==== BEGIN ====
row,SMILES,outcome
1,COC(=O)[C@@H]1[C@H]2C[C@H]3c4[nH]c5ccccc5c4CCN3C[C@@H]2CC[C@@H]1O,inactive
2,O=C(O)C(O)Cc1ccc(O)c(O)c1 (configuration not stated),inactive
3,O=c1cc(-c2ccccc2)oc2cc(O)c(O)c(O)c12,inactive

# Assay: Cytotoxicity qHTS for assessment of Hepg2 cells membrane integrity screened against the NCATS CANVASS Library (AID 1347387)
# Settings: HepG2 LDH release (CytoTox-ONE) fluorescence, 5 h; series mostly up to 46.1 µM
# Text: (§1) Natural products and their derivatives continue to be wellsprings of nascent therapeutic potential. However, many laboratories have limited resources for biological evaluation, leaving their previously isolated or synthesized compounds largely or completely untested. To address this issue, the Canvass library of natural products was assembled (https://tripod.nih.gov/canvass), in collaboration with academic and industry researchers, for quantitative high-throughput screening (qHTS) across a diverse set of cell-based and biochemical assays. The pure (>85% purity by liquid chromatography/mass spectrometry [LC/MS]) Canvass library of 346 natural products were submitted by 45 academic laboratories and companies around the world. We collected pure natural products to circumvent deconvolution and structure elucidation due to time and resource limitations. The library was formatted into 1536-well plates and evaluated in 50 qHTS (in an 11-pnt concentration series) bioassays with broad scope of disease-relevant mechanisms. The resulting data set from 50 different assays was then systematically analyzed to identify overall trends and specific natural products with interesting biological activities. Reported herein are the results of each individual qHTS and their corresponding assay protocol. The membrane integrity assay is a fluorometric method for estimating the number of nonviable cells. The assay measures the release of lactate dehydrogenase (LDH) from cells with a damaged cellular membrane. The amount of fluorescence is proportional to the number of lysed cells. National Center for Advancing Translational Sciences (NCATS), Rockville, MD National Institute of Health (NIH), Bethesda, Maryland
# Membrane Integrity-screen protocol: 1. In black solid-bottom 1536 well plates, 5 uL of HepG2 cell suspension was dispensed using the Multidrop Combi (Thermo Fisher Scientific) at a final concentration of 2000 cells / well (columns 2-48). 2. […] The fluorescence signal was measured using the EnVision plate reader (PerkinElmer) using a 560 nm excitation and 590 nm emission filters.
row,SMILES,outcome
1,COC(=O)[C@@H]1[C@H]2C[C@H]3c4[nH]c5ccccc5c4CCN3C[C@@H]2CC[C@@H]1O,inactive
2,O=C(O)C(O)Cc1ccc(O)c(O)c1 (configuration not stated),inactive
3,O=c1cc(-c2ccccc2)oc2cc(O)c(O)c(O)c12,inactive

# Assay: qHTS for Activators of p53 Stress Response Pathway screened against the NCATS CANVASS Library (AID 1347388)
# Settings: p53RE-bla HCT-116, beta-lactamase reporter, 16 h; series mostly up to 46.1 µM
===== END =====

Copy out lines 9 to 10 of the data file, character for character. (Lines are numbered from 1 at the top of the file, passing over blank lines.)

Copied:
row,SMILES,outcome
1,COC(=O)[C@@H]1[C@H]2C[C@H]3c4[nH]c5ccccc5c4CCN3C[C@@H]2CC[C@@H]1O,inactive